In May 2011, two weeks before I was scheduled to start research in the region, a Mongol herder named Mergen was hit by a mining truck while protecting his pastureland in Xilingol, Inner Mongolia. He was dragged 140 feet and killed. His death sparked a month of protests.
It was not the first or last time extractive industries have collided with ethnic minorities in northern China’s Inner Mongolia Autonomous Region, an area nearly twice the size of Texas and home to 25 million people, 17 percent of whom are ethnic Mongols. Several studies have shown that natural resources – whether through abundance or scarcity – are sometimes linked to the onset, duration, and intensity of armed conflict. Yet, the identity of those who exploit natural resources has been largely ignored. A closer look at tensions surrounding China’s voracious appetite for nature resources reveals this may be mistake.
From coal in Inner Mongolia to diamond mines in the Greater Tibetan region, the vast majority of workers in China’s extractive industry sector are Han Chinese. When they move into resource-rich minority regions, there’s potential for what’s called a “sons of the soil” conflict with local or indigenous ethnic groups. The migrants increase competition over finite resources and represent a challenge to claims of ownership by locals, who feel unjustly robbed of full economic compensation for the exploitation of “their” resources.
Resource Exploitation, Spontaneous Migration
Tensions in Inner Mongolia illustrate how migration and resource exploitation can interact to increase the opportunity and motivation for conflict.
First, migrants’ ownership of and employment in many of the companies that exploit natural resources marginalizes local people and threatens their lifestyle and economic subsistence. An unpublished research project I came across in Inner Mongolia funded by a large international foundation that shall remain anonymous to protect the identity of local researchers showed that the majority of Xilingol’s mine workers were from Inner China and even the same hometown as mine owners in some cases.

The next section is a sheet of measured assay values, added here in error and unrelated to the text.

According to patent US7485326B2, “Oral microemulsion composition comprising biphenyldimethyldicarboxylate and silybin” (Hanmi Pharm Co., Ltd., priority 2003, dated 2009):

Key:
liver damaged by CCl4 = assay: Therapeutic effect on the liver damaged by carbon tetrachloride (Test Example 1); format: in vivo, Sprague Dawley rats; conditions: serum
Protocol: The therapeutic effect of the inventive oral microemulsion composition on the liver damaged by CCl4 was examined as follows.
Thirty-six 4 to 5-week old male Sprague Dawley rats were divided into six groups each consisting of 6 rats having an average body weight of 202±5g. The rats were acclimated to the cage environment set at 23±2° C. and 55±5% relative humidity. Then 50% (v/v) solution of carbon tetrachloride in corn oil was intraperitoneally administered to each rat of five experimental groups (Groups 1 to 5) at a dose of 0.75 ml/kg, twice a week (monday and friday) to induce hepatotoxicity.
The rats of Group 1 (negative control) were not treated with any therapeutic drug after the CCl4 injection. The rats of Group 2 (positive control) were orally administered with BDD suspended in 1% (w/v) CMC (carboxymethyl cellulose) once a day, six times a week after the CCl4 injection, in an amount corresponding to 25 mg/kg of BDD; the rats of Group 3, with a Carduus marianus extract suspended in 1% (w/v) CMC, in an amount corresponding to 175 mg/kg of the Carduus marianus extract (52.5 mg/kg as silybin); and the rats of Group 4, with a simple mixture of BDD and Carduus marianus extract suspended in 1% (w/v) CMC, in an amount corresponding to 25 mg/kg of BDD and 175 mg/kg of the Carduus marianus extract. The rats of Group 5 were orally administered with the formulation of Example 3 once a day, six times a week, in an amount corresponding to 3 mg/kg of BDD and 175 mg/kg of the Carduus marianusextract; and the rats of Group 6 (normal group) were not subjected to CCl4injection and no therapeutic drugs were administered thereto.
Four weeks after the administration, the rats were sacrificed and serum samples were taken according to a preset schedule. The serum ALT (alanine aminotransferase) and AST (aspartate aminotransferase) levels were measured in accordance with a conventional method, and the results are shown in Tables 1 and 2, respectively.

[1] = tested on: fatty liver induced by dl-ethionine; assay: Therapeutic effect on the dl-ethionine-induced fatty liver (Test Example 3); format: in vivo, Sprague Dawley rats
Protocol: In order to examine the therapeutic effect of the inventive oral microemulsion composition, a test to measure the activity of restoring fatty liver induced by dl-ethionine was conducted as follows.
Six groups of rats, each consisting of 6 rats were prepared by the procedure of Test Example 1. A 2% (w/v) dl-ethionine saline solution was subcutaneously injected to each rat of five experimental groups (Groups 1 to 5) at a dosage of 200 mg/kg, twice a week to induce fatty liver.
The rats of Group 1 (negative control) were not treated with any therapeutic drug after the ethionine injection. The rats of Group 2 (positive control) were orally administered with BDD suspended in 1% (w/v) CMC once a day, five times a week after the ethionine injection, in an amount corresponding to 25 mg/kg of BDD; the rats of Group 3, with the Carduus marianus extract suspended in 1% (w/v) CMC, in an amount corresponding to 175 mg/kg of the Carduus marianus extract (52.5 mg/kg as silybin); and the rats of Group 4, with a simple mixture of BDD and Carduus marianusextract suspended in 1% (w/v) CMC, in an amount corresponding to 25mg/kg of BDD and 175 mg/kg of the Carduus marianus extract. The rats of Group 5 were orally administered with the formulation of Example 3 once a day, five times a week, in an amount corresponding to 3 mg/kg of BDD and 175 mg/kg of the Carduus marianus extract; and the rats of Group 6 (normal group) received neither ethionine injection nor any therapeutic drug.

Resistance to such outsourcing can rise gradually. Initially, local people are often indifferent to large internal migration into “their” territory. “In the first year, migrants are like grandsons; they listen to the locals,” one Mongol respondent told me. “In the second year, they are like friends, and we are equal. But in the third year, they are like grandfathers; they try to control us.”
As tensions rise, companies hire often brutal and generally non-local security guards to protect their assets. This not only escalates the chances for violence but puts migrants on the frontlines of the mining companies’ interactions with locals, as their unofficial face – and muscle.
The Chinese state is reliant on domestic population movements to supply labor for resource exploitation and national development projects. This reduces the government’s ability and willingness to defuse such conflicts when they arise. It also explains why, as my research shows, resource conflicts tainted with migration-related tensions tend to last longer in duration than other resource conflicts.
Beyond the Border
The thorny relationship between internal migration and resource exploitation is not unique to Inner Mongolia.
Since March 2008, Qinghai, Gansu, and other parts of the Greater Tibetan Region have experienced widespread protests and attacks against inter-provincial migrants working in coal mining and diamond excavation. Fujian-born executives of mining companies have become targets of retaliatory attacks by locals, I was told, and road blocks by protestors are becoming so common that companies are now relying on airplanes to transport material out of extraction sites without the awareness of locals.
In Indonesia, notably Riau province, putra daerah or “local sons” have frequently blocked oil operations in an attempt to coerce the government into handing over greater control of oil blocks to the “people of Riau” rather than Jakarta conglomerates – actions that are routinely and violently resisted by corporate security personnel.
The story is as old as time and resonates far and wide, from California to Singapore: Newcomers compete with “locals” over scarce resources and opportunities. Yet in China, Indonesia, and several other large multinational countries, we are seeing two new twists.
First, the migrants are internal rather than international, native to the country but from outside their place of work. This simultaneously makes them local outsiders but national insiders.
Second, such migrants often belong to the country’s largest ethnic group and derive more financial benefits than the local population or have the upper hand when applying for jobs. This siphoning of minority regions’ natural resources by “dominant” migrants adds a particularly sour taste to an already difficult pill to swallow.
Isabelle Côté is an assistant professor of political science at Memorial University of Newfoundland, St John’s, Canada.